What Conditions Automatically Qualify You as Disabled?
If you’re living with a serious, chronic illness, it’s likely that someone has said, “You have that diagnosis?! You’ll definitely get disability benefits.” While you may appreciate your loved one’s confidence, you may question the accuracy of their statement. Disability insurance companies, like UNUM, Lincoln Financial, and The Hartford, are notorious for denying even legitimate claims for benefits.
As a general rule, insurers look for any possible reason to deny, delay, or undervalue disability insurance claims. However, even though it’s rare, some private disability insurance policies automatically qualify people with certain conditions for benefits. This is a significant advantage and can streamline your long-term disability (LTD) claim.
What Does It Mean to Automatically Qualify for LTD Benefits?
When most people talk about automatic qualification for disability benefits, they’re referring to Social Security Administration rules where people with very specific medical conditions immediately qualify for benefits under a compassionate allowance or the Listings of Impairment. These rules do not apply to disability insurance companies.
However, some disability insurance policies do include their own lists of conditions that automatically qualify you for LTD or other benefits. Conditions that may automatically qualify the policyholder for disability benefits include:
- Advanced cancer
- Organ transplantation
- Alzheimer’s disease
- Severe heart conditions
- Paralysis and spinal cord injuries
If your condition is listed, you do not have to prove that you are disabled. Instead, you only must show that you have the diagnosis listed in the plan document.
For example, suppose your doctors diagnose you with stage IV lung adenocarcinoma. Your disability insurance lawyer reviews your plan and discovers that advanced stage cancers automatically qualify for benefits. Instead of having to prove that you have a medical diagnosis, suffer from specific symptoms, and cannot maintain employment, you only have to show that you have a diagnosis that is on the “automatic qualification” list.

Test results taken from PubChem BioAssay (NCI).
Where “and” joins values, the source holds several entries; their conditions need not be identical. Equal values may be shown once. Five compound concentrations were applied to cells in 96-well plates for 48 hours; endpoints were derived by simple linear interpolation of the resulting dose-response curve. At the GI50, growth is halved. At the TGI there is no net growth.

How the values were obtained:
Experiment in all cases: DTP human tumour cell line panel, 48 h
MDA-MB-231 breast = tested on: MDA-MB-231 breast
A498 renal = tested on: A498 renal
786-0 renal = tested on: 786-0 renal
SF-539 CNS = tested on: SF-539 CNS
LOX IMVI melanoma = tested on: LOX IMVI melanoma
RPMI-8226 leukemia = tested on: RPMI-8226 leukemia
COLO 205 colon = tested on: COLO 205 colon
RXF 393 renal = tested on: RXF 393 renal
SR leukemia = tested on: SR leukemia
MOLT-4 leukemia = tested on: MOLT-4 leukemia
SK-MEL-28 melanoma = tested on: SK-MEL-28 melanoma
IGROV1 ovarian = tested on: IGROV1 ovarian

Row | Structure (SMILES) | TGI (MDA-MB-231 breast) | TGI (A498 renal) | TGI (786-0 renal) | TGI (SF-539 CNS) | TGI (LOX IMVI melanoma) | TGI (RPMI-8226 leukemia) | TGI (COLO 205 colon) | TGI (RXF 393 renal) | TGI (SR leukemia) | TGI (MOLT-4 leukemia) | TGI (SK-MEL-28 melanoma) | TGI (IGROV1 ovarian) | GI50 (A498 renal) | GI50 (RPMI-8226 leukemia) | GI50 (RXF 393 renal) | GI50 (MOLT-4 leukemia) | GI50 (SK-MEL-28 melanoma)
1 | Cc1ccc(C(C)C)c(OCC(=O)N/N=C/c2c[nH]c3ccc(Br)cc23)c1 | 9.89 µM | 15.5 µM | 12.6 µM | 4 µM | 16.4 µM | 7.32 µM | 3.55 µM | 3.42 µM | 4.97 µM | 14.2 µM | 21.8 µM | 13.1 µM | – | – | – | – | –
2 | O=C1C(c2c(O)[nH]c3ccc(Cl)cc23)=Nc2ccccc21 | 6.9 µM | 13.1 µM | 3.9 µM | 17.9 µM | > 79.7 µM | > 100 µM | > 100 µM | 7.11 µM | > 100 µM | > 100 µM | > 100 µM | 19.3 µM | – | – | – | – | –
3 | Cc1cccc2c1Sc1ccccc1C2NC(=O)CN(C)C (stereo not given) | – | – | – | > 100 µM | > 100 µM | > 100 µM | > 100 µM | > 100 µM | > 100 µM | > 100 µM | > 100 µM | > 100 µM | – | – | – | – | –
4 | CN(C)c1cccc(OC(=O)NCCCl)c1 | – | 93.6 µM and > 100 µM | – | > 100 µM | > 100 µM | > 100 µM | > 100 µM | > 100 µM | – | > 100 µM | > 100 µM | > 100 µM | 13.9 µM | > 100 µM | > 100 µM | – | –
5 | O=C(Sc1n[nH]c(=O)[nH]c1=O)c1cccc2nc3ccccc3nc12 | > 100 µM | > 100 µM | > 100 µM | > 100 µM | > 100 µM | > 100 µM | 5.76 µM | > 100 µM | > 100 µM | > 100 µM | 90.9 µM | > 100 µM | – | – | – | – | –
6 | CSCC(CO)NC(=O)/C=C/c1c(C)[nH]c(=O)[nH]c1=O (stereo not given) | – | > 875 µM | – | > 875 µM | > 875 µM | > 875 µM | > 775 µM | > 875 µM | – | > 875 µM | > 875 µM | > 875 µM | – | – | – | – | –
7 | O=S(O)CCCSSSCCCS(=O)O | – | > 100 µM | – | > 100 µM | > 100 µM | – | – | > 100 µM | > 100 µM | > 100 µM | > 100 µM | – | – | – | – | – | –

How Do I Prove That I Automatically Qualify for Disability Benefits?
To be clear, merely filling out a disability insurance application and reporting that you have cancer will not result in an approved claim. Insurance companies are highly skeptical of all claimants, but especially those with serious and potentially expensive claims.
You will need to provide extensive medical records, including diagnostic studies and other objective data, to show that your diagnosis meets the exact requirements of the plan’s automatic qualification list.
However, even if your condition may qualify you for disability benefits automatically, the insurer may still argue that you’re ineligible. You must know exactly what your disability plan requires you to show in order to qualify for benefits. The adjuster may cherry-pick your medical records or use a consulting physician who believes that your condition does not meet the precise requirements of the plan. In these cases, you’ll need an experienced disability insurance lawyer to fight for you. Depending on your evidence, you may qualify for your disability benefits on appeal.
Further, depending on the condition, the insurer may require regular updates on your condition as time goes on. If the condition improves, the insurer may terminate your long-term disability benefits. You should never misrepresent your condition, since it may disqualify you from receiving benefits and could expose you to both civil and criminal liability.
However, if the adjuster terminates your benefits and you believe that you still are disabled, you should immediately contact Bryant Legal Group – you may have appeal rights.
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What if I Don’t “Automatically” Qualify for Disability Insurance Benefits?
Just because your condition doesn’t meet the specific criteria of your disability insurance plan’s automatic qualification list, that doesn’t mean you’re ineligible for long-term disability benefits. Instead, you’ll need to prove that you meet your plan’s definition of disability. This will usually require that you provide evidence demonstrating a loss of function that prevents you from continuing to perform your own occupation or any occupation.
What constitutes a “disability” can vary from plan to plan, but you typically must show that you cannot perform your existing job or any other job within the economy. This may require evidence from your doctors, vocational experts, and other sources.
Contact a Qualified Chicago Private Disability Attorney Today
Here at Bryant Legal Group, our attorneys have spent decades representing clients in a range of private disability insurance disputes. We are committed to providing personalized advocacy. We work closely with clients throughout the submission, appeals, and litigation processes to ensure that they are apprised of new developments in the case.
Call (312) 561-3010 or complete our online form today to connect with an experienced Chicago private disability attorney at Bryant Legal Group. We look forward to evaluating your dispute and helping you move forward with your claims.
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